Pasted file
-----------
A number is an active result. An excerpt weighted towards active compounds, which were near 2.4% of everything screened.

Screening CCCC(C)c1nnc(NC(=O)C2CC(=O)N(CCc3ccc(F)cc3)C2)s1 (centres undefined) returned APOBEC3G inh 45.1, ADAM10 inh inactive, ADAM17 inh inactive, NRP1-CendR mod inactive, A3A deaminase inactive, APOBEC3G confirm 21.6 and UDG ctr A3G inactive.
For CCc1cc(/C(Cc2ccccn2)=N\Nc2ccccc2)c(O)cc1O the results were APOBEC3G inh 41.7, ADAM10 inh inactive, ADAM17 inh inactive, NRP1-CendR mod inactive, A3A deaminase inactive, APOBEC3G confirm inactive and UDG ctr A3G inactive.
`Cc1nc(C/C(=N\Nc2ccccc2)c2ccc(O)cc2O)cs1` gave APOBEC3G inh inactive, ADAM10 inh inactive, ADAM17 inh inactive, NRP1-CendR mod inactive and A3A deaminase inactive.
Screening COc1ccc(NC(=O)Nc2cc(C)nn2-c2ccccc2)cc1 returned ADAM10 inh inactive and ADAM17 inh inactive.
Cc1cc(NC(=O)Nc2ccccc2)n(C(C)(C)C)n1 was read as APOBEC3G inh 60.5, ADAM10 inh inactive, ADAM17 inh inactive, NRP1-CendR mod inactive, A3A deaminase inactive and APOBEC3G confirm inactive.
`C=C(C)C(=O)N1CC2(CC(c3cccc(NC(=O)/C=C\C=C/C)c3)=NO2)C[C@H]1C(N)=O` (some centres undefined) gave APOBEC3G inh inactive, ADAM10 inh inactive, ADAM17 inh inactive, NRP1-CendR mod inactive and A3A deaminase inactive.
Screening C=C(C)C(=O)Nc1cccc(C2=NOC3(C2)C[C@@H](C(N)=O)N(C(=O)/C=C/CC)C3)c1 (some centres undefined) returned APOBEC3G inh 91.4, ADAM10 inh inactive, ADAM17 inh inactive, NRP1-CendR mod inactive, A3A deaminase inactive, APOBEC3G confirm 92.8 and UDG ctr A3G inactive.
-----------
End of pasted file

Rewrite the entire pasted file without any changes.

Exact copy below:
A number is an active result. An excerpt weighted towards active compounds, which were near 2.4% of everything screened.

Screening CCCC(C)c1nnc(NC(=O)C2CC(=O)N(CCc3ccc(F)cc3)C2)s1 (centres undefined) returned APOBEC3G inh 45.1, ADAM10 inh inactive, ADAM17 inh inactive, NRP1-CendR mod inactive, A3A deaminase inactive, APOBEC3G confirm 21.6 and UDG ctr A3G inactive.
For CCc1cc(/C(Cc2ccccn2)=N\Nc2ccccc2)c(O)cc1O the results were APOBEC3G inh 41.7, ADAM10 inh inactive, ADAM17 inh inactive, NRP1-CendR mod inactive, A3A deaminase inactive, APOBEC3G confirm inactive and UDG ctr A3G inactive.
`Cc1nc(C/C(=N\Nc2ccccc2)c2ccc(O)cc2O)cs1` gave APOBEC3G inh inactive, ADAM10 inh inactive, ADAM17 inh inactive, NRP1-CendR mod inactive and A3A deaminase inactive.
Screening COc1ccc(NC(=O)Nc2cc(C)nn2-c2ccccc2)cc1 returned ADAM10 inh inactive and ADAM17 inh inactive.
Cc1cc(NC(=O)Nc2ccccc2)n(C(C)(C)C)n1 was read as APOBEC3G inh 60.5, ADAM10 inh inactive, ADAM17 inh inactive, NRP1-CendR mod inactive, A3A deaminase inactive and APOBEC3G confirm inactive.
`C=C(C)C(=O)N1CC2(CC(c3cccc(NC(=O)/C=C\C=C/C)c3)=NO2)C[C@H]1C(N)=O` (some centres undefined) gave APOBEC3G inh inactive, ADAM10 inh inactive, ADAM17 inh inactive, NRP1-CendR mod inactive and A3A deaminase inactive.
Screening C=C(C)C(=O)Nc1cccc(C2=NOC3(C2)C[C@@H](C(N)=O)N(C(=O)/C=C/CC)C3)c1 (some centres undefined) returned APOBEC3G inh 91.4, ADAM10 inh inactive, ADAM17 inh inactive, NRP1-CendR mod inactive, A3A deaminase inactive, APOBEC3G confirm 92.8 and UDG ctr A3G inactive.